Sunday, April 22, 2018

What I Talk About When I Talk About Reading

I tried several times, but couldn't get this post off the ground. After a great deal of cursing and sweating, I decided to ask myself questions.

Did you notice that you were wrong again with your Pulitzer Fiction prediction?
Yes. There needs to be a new word for my level of perennial wrongness; it's truly breathtaking.

How do you feel about how it all shook out this year?
After my initial surprise, I hied myself down to the bookstore to order a copy of Less for my permanent Pulitzer shelf as well as my immediate future reading enjoyment. Can't wait to read it!

How about that biography winner?!
GASP!  Prairie Fires! I was completely delighted, and my joy was compounded upon realizing that I own a hardcover first edition. When I first read the book, I was struck by the brilliance of the research, construction and writing. There was not a wasted page; the editing is top-notch as well. I'll be reading Prairie Fires again soon and pestering my fellow bookworms to follow my good example. So glad the enigmatic Pulitzer committee saw things as I did.

Have you read any Pulitzer fiction winners lately?
Aaargh. I read the 1942 winner, In This Our Life. Not my favorite. I had high expectations because I loved the movie version starring Bette Davis and Olivia de Havilland. This was a case of Hollywood improving on a book. The screenwriter took this bloated, analytical novel and using some sort of alchemy, got it in fighting trim. I understand why it may have won the Pulitzer, but it's aged badly.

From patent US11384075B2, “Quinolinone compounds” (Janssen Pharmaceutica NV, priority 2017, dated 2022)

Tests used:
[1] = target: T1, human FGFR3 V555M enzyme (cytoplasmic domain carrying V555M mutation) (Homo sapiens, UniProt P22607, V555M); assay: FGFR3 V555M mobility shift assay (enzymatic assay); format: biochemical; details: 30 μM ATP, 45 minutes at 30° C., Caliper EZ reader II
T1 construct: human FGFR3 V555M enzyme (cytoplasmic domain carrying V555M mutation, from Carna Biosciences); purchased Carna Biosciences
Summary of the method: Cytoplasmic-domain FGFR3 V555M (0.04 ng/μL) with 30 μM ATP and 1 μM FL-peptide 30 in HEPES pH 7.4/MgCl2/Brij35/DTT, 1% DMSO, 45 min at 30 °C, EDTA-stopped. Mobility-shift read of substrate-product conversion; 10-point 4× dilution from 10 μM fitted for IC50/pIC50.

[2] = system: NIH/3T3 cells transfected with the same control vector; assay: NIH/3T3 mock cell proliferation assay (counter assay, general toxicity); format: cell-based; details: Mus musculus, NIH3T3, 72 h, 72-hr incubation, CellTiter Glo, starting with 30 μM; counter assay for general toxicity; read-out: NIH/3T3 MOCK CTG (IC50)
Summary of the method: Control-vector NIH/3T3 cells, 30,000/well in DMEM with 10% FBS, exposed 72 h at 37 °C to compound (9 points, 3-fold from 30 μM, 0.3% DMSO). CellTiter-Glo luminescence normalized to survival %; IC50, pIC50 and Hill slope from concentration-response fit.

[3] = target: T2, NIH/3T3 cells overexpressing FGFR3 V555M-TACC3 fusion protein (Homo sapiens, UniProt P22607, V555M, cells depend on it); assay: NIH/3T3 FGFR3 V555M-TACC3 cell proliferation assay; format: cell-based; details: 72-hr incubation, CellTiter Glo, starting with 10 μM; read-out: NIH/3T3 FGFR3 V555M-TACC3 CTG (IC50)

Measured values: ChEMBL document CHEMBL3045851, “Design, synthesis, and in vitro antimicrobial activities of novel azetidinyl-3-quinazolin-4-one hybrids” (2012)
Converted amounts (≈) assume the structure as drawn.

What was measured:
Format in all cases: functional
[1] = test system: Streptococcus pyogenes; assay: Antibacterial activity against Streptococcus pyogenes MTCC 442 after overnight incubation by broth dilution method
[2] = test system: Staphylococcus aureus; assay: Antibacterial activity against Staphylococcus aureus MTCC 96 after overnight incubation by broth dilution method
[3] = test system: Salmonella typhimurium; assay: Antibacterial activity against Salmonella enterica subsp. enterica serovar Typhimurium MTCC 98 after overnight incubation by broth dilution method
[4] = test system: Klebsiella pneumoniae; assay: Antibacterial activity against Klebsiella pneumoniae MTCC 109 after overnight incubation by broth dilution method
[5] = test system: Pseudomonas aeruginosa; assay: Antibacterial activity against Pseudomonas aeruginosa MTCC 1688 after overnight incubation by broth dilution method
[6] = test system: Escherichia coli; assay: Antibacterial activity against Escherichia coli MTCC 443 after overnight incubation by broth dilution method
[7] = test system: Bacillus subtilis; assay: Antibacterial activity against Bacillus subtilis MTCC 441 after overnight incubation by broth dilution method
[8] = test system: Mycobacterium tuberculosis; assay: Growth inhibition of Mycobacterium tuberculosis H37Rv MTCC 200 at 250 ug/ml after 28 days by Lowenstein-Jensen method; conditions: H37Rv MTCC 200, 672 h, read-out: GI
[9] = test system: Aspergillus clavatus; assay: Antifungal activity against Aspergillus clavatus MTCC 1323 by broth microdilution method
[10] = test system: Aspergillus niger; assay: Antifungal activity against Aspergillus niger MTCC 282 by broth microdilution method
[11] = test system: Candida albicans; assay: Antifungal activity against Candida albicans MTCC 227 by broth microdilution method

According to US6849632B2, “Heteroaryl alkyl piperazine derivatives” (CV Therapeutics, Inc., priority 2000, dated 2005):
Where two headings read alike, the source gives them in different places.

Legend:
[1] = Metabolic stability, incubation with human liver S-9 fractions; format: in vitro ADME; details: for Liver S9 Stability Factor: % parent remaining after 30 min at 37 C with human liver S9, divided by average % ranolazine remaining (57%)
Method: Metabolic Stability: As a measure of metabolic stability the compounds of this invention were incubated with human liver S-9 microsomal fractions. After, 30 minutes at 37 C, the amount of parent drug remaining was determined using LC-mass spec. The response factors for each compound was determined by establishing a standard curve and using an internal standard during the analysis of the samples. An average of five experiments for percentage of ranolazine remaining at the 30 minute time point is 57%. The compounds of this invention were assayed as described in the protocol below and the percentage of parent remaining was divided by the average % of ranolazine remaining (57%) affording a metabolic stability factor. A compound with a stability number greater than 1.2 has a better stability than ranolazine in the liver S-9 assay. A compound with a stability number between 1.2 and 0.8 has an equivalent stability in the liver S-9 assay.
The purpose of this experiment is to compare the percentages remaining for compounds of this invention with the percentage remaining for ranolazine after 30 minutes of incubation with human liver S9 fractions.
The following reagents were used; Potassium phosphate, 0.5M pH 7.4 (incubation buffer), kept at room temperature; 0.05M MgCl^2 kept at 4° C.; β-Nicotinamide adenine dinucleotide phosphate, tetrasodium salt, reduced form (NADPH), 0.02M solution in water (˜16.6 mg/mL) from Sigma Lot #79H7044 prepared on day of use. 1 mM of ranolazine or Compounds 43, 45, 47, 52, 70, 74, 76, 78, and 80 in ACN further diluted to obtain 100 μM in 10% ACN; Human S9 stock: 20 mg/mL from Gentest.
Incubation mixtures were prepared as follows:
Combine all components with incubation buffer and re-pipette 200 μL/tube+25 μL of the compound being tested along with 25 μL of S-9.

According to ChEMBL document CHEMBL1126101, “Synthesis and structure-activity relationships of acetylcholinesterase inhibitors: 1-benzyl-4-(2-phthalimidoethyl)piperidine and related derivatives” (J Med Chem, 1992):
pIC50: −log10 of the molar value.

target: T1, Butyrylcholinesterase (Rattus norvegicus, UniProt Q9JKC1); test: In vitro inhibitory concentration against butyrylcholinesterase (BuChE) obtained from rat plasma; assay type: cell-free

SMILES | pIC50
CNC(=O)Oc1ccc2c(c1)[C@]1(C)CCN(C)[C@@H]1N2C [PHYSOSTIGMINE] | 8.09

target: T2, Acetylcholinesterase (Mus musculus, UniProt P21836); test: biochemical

What are you reading now?
A couple of weeks ago, I found a copy of Life Plus 99 Years by Nathan F. Leopold (of Leopold and Loeb infamy). Although it was an autobiography/memoir, the book seemed evasive. Dishonesty fairly oozed out of the prose. Of course it was written about the time Leopold became eligible for parole (Loeb was murdered about ten years after the pair went to prison), so he was writing with one eye on  a specific audience, casting himself in the best possible light. In the book, Leopold wrote about a visit from author Meyer Levin and Levin's plans to write a novel based on the murder case. Leopold went on to discuss the result, Compulsion (1956) in scathing terms. It was the only time in Life Plus 99 Years that his carefully constructed mask seemed to come off. Of course I had to read Compulsion, which is creepily good in that In Cold Blood sort of way although Meyer Levin lacks Truman Capote's delicate touch with the written word. I also checked out a detailed nonfiction account titled The Crime of the Century.

Do you plan to have fun, fun, fun! at the Readathon?
Yes! I'm so tired of missing the Readathon allllllll the time since I moved back to the United States. Plopping myself down somewhere reader-friendly next Saturday, I shall refuse to be moved. Unruly Reader is helping me to start out in fine style; she gifted me a copy of The Teammates by David Halberstam. I'll do an update or two here on Blob, but I'll mostly be doing quick check-ins on Twitter @susanandbooks and at Goodreads where I'm SusanInSedalia. I'll devote this week to figuring out the rest of my stack and snacks. Any suggestions?

1 comment:

Unruly Reader said...

Your comments here have compelled me to add Prairie Fires to my TBR. The fact that you loved the structure was the thing.

Ooooo! I hope Halberstam was good Readathon company!